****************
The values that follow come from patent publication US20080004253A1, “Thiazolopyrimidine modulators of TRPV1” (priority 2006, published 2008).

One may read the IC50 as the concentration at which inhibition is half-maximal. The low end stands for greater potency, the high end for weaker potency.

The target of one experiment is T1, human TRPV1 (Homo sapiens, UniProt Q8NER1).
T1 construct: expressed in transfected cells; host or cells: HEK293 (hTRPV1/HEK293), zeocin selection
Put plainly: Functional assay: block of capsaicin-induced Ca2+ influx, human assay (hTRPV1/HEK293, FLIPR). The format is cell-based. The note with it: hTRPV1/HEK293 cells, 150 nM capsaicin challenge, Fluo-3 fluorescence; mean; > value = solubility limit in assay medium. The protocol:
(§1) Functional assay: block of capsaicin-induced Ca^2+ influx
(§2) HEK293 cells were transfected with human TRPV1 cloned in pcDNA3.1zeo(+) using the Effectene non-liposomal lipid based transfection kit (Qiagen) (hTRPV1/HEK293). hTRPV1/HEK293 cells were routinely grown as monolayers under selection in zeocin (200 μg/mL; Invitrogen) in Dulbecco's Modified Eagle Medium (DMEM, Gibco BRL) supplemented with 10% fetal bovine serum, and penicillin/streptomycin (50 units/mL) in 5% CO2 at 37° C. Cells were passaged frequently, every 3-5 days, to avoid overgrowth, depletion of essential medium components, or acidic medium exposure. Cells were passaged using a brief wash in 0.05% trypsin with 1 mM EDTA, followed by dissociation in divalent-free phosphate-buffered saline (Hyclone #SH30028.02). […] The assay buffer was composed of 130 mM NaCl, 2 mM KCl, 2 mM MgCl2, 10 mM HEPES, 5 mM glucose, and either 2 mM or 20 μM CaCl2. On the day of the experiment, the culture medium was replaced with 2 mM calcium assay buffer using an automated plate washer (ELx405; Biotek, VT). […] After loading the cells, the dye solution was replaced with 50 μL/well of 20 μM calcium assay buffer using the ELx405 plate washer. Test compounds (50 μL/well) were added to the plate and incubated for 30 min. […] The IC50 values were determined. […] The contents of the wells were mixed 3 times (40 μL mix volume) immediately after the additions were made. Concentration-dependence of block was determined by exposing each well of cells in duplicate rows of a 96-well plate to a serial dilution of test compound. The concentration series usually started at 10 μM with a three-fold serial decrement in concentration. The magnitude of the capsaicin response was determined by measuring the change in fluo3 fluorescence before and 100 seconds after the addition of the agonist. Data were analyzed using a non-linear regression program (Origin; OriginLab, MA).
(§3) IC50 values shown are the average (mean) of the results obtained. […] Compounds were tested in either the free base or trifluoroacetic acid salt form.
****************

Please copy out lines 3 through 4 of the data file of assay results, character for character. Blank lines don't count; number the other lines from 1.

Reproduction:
The target of one experiment is T1, human TRPV1 (Homo sapiens, UniProt Q8NER1).
T1 construct: expressed in transfected cells; host or cells: HEK293 (hTRPV1/HEK293), zeocin selection